With the continued high inflation and uncertain economic times, this is a great time to look at ways to save and make money safely in different ways.
Let us start with life insurance, which is the foundation of the insurance industry and a product that has generated enormous wealth for them for a long time. This product is generally known as cash value life insurance and it can also be known as universal life, variable life, whole life and other names as well. No matter what, it has many flaws. The question is, “Who should have this type of insurance?” And the answer is, “Probably no one.”
The mechanics are too long to dissect here, but here are a few of them:
1. All too often you wind up with only a portion of your cash value (savings) and maybe none at all.
2. You can borrow against the cash value, but you are paying interest to use your own money.
3. If your policy has dividends, all that really represents is an overpayment of premium.
4. Putting a lot of insurance on children who do not have income is usually a bad idea, as is too many policies in one family.
If and when you need life insurance, the correct variety is low-cost level term, as it generally costs much less, pays much more and is easier to follow.
Auto insurance and other forms of insurance are all primarily based on one word, as well: risk.
When selecting these kinds of insurance, very often lesser-known but well rated companies can be as good as the household name companies. You can save some serious money on all these forms of insurance by increasing deductibles, not duplicating coverages and making sure you have enough insurance for your needs.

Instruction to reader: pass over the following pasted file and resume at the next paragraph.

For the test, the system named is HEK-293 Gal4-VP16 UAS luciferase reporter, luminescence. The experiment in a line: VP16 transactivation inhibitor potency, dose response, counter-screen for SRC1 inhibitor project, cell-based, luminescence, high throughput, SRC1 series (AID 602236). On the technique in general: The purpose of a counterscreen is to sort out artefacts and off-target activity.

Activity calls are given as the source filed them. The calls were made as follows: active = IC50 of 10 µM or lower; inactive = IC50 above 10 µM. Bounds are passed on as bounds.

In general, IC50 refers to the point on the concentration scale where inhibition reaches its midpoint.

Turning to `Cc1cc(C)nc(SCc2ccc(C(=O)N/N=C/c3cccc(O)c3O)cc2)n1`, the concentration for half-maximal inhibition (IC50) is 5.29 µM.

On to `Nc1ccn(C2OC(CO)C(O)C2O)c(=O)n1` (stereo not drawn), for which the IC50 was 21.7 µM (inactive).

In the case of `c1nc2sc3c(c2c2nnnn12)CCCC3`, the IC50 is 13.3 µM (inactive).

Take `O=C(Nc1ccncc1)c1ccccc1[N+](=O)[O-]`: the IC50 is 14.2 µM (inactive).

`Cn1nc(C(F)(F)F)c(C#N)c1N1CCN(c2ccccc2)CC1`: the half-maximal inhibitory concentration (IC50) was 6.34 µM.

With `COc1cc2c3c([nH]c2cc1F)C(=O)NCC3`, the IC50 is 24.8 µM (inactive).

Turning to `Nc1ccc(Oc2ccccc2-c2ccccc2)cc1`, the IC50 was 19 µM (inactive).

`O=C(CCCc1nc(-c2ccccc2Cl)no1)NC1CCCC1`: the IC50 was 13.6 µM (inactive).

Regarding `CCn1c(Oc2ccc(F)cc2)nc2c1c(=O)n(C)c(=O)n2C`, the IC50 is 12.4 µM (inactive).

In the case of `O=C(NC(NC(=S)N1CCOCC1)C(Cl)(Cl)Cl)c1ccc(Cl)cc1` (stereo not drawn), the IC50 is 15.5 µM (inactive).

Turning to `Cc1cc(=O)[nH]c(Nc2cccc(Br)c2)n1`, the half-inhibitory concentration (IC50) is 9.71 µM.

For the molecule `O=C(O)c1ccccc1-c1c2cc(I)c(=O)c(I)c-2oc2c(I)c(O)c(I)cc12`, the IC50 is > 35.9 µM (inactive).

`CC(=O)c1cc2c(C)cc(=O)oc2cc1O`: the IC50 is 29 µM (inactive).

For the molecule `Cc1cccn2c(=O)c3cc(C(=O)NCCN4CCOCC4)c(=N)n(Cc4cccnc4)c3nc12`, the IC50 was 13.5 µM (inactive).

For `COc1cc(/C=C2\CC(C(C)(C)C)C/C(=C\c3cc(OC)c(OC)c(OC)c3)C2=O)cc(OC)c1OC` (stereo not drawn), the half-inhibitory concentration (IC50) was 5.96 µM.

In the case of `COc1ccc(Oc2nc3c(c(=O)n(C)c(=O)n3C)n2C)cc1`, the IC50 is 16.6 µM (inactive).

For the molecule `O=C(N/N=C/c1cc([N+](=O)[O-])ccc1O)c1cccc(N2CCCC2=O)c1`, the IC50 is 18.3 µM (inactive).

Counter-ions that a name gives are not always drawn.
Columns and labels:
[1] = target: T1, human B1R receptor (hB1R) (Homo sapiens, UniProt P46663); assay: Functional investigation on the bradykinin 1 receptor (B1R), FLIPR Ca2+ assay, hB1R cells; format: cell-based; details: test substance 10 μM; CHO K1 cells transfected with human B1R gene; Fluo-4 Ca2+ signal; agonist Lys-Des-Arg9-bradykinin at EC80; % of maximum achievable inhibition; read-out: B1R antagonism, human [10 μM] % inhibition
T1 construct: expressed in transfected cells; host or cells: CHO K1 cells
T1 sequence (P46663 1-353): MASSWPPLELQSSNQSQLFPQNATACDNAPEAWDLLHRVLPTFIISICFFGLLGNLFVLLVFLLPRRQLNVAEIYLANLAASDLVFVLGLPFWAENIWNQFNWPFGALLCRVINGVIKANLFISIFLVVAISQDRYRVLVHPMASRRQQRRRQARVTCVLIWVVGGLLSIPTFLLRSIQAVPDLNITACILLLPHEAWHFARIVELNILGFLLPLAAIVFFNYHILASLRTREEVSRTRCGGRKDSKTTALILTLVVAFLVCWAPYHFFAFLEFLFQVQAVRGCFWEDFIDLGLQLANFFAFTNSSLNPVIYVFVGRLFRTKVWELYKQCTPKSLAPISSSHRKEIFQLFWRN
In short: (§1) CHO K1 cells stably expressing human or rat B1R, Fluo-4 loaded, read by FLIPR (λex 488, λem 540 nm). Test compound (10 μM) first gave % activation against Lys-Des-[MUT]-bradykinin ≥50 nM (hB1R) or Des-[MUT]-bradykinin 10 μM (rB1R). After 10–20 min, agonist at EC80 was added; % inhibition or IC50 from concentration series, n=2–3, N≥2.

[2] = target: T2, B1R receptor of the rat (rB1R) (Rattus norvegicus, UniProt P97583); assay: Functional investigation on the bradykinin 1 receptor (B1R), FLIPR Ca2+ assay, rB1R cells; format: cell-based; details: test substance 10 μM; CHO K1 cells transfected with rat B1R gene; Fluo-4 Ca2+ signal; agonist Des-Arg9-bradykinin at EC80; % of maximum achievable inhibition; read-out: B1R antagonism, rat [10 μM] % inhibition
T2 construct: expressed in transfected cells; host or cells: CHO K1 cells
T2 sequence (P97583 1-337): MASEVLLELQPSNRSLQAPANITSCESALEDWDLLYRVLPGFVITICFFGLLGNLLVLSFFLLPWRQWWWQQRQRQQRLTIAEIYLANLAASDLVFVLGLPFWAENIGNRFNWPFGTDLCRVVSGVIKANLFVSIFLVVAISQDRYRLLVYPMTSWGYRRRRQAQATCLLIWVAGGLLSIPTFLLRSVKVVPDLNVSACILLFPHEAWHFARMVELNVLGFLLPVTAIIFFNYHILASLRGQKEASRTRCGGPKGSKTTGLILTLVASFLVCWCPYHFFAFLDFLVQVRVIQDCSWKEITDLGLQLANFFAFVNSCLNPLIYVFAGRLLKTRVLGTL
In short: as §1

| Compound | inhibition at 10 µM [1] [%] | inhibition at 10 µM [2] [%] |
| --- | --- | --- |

I have found in my own case that I was able to reduce my premiums by nearly 50% on auto insurance while still getting all the coverage needed by simply altering or deleting unnecessary coverages.
If you are retired or close to it and still have a mortgage, you can often save a ton of money by amortization of your mortgage, which means simply paying more money on your principle each month. This will shorten the term of the loan and save you a lot of interest costs.
Some other ways to save and make money in these trying times is pay yourself first by investing in a good, solid investment such as indexed annuities, which will follow the stock market only when it’s going up and therefore is free from market risk if done correctly.
It’s usually a good idea when shopping to be aware that the less expensive items are often placed lower on the shelf. Some other areas that you may be able to save money can be found in cell phone bills, cable bills, food expenses and travel.
We have all seen the rapid rise in inflation and fuel prices, and one of the best ways to offset all of it is by self-employment. If you have a skill or interest and can produce a service or product that people need or want, you may be on your way.
Years ago I began my career in the financial services area while still teaching high school social studies, and was fortunate enough to retire early as a result. The secret really is that even though it required many long hours, it never quite seemed like a job, and I always liked the idea of helping people save and make money at no cost to themselves.
When you really think about it, the best way to get ahead these days if not become wealthy is to copy those who have done it. Make no mistake, though, as it takes a lot of determination, hard work and learning from mistakes and setbacks.
That said, those with wealth got it, for the most part, by either investing or starting their own business. It is very important to pick something you really enjoy and that people will want and benefit from, and the Small Business Administration can be very helpful in getting you started.
Hopefully these ideas on saving and making money have been helpful to you. For further reading, I would suggest the following books:
• “How Your Life Insurance Policies Rob You” by Arthur Milton
• “Wealth Without Risk” by Charles Givens
• “The Power of Positive Thinking” by Norman Vincent Peale
• “Think and Grow Rich” by Napoleon Hill
There is no telling how far you can go, and I always liked the old saying, “If you think you can’t, you’re right, and if you think you can, you’re right.”